Englishman writes novel set in Tucumcari

QCSun staff

QCSun staff
Manchester, England native and researcher for BBC Radio Manchester, Brendan Yates was looking for contact information for Tucumcari book stores on Monday to see if they would carry copies of his novel, “The Devil’s Dust,” an adventure tale published in late 2010 with a climax set in Tucumcari.
Yates sent a plot synopsis to the Quay County Sun in an e-mail on Monday.
“Four English friends in their mid twenties pick up a Native American hitchhiker in Arkansas and he tells them that he’s originally from Tucumcari and is on the run from a rival family there,” the e-mail reads. “They drop him off in Little Rock (Ark.) and when they arrive in Tucumcari they accidentally meet up with his family and learn that a long-running feud between them and another Tucumcari family is still bubbling under. The hitchhiker’s family run a pottery store and the evil family a blacksmithing shed; they are both trying to raise money to secure the down payment to buy an adobe house in town. One of the English characters is kidnapped by the evil family in the Tucumcari Mountain and his colleagues, having since arrived in Las Vegas, Nevada, must play poker in an attempt to win the money to secure his release since he’s been threatened with murder during a primeval Native American ceremony.”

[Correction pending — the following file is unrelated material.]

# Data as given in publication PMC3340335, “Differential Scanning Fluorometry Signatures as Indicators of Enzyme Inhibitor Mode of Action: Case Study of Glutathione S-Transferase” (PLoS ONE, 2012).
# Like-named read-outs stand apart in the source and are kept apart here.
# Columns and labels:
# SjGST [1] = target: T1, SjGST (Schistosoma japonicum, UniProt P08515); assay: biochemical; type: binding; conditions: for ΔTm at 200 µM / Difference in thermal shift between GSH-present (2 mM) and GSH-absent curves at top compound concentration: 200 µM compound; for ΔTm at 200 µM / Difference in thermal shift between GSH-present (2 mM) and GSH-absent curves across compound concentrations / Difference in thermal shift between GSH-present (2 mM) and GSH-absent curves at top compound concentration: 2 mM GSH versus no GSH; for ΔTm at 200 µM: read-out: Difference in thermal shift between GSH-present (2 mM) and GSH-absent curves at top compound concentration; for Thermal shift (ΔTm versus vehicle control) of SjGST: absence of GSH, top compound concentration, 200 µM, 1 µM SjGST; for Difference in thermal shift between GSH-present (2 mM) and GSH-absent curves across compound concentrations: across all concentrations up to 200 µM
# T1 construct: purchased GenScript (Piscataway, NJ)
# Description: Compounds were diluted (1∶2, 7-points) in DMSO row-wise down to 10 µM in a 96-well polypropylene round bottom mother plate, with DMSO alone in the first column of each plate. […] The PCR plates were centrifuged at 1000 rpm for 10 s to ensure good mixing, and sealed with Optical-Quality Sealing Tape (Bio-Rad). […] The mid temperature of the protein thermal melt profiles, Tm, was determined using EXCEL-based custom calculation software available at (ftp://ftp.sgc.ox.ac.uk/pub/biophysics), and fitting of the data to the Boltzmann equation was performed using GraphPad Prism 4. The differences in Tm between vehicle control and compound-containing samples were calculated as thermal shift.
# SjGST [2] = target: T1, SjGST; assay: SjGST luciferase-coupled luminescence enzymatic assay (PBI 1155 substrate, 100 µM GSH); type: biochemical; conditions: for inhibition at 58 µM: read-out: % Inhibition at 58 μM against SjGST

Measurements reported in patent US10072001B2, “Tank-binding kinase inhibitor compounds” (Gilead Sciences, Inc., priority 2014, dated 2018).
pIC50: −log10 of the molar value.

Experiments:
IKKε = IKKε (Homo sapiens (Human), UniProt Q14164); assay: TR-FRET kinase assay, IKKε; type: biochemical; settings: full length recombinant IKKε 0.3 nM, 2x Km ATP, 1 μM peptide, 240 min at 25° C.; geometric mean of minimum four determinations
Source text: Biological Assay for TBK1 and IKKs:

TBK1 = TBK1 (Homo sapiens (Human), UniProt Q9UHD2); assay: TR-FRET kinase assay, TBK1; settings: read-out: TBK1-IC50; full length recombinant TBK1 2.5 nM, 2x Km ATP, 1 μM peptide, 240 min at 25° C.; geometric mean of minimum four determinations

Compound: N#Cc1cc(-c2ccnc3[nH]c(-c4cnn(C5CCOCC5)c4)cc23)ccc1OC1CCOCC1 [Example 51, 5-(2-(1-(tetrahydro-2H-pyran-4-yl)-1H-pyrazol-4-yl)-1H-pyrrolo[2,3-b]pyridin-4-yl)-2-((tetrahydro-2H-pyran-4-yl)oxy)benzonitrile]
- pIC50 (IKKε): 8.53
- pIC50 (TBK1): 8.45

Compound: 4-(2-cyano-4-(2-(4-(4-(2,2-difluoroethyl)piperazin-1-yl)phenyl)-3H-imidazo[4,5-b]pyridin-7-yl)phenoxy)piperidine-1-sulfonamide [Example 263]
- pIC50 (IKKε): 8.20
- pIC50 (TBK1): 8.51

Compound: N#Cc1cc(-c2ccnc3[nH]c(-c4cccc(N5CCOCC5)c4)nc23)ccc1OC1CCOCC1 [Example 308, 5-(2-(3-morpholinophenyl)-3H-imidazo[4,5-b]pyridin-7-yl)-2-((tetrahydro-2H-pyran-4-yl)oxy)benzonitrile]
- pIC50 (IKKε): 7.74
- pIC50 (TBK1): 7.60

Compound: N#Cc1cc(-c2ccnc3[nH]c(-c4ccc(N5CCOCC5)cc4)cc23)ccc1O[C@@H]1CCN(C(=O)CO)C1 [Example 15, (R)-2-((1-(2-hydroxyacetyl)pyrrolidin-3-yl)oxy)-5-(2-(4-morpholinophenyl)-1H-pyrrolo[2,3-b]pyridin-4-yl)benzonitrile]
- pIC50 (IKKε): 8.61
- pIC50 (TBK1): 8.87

In a phone conversation, Yates emphasized that his book and its characters are strictly fictional. A trip through Route 66 two years ago brought him to Tucumcari, which inspired him to use the city for his novel’s setting.
“I noticed a lot of very welcoming motels that seem to go out of their way to be very friendly and tell people about the history of the town,” Yates said.
Yates said he was able to get “The Devil’s Dust” published by Empire Publications with revenue earned from his first book.
“My first book was a biography of a British rock band called Primal Scream. The company owed me some money from sales of that book and I said, ‘Keep all the money and invest in a novel,’ so they did that,” Yates said. “If the reviews are good, maybe I can convince my publishing company to invest in an extra-long print run. I hope that works out.”
Yates said the biggest challenge of writing “The Devil’s Dust” was “to illustrate how big the United States of America is compared to Great Britain.”
“It’s a tiny island, but it’s got so many more people than the United States per square mile and trying to explain that through the eyes of four young Englishmen was quite difficult, and of course to be loyal and accurate to the people whom it’s about,” Yates said.
“The Devil’s Dust” is available for pre-order online.